The Guardian • Issue #2101

LETTERS

  • The Guardian
  • Issue #2101
Quill and ink .

Brutal, not unavoidable

Dear Editor,

Rupert Murdoch’s Adelaide Advertiser pats itself on the back. It boasts on the front page that it “sets the agenda every day” in South Australia and that on Monday to Friday it reaches a total audience of 216,000.

I expect that not one of the thousands of wage-earners in that audience, missed the news item headed “Telstra to axe 2,800 jobs,” since it fits well in their permanent agenda item “jobs.”

Haven’t we all come to accept job cuts as an unsurprising occurrence? In our capitalist society based on production for profit,  that’s the way the cookie crumbles. A feeling of insecurity is now growing stronger and stronger in the life of every working person, including small business people.

It’s only natural that Telstra workers will feel anxiety, wondering who’ll be next. Most unfortunate, I reckon, will be those who will lose their job. Foremost in their thoughts will be the family, now with no or only one breadwinner? Asking if they will be able to find another job in their field, or at least another job somewhere where they can earn as much. Similarly worried, I expect, will be all communication workers. They’ll have questions for the union. The unions that cover Telstra will be worried too.

But there is more to shock them. In the same Advertiser. Terry McCrann, in his column in the business section didn’t pull his punches in an analysis headed “Telstra job cuts AI’s first wave.” He began with the  blunt assertion that the cuts were not only brutal, but also unavoidable, and that there will be more cuts “right across the workforce.”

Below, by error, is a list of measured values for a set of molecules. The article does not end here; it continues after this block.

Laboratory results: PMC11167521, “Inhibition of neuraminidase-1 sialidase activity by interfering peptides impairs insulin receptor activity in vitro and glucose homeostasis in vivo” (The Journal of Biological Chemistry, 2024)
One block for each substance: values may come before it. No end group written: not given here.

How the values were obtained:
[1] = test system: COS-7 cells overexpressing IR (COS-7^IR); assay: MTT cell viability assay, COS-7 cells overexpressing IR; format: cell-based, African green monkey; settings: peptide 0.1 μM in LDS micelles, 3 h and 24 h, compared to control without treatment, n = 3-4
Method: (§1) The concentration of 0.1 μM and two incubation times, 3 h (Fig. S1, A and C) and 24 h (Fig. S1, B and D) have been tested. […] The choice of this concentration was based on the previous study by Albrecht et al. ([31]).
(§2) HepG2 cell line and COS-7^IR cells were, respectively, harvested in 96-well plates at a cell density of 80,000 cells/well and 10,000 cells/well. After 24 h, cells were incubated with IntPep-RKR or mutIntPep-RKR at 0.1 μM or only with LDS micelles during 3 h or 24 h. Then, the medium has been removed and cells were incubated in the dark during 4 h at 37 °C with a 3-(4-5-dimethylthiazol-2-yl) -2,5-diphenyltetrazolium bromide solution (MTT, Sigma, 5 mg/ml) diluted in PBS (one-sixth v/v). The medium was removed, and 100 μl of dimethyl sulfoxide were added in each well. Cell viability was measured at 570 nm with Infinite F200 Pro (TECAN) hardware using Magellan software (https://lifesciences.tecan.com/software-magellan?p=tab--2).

I like reading McCrann’s analyses. He is not afraid of facing “certain reality.” He is good at describing it and indicating where it is heading in the short term but that is as far as he goes by way of any help to the working people since he cannot or does not want to see that a capitalist economy passed its use-by date long ago.

Marxists, both organised and the self-styled uncommitted know this. They also know that a revolutionary transformation of society and of the economy is needed to change the current shocking and brutal reality. Only the Marxists in a political party based on and guided by the teachings of Lenin are in a position to get the working class to understand that it needs to be a class working “for itself”, for its own ends, and to realise that it must take the lead in bringing an end to capitalism and replacing it with a socialist society and economy.

Bob Saltis

Adelaide


Radical Jews

Dear Comrade

I want to congratulate you on your coverage of the current genocide and ethnic cleansing being perpetrated against the Palestinians by the Israel Defence Force. In your 20 May edition, it was good to see William Briggs’ article “UN Votes for Palestine, genocide continues” exposing the hypocrisy of the US on the Palestinian question.

Since 7 October, I have noticed that Zionists and their supporters continue to use the excuse of the Hamas attack on that day to justify the ongoing war crimes against the Palestinians in Gaza. What needs to be explained to such people is that the genocide against the Palestinians began before the state of Israel was founded when the Zionist terrorist gangs began their slaughter and ethnic cleansing of peaceful Palestinian villages.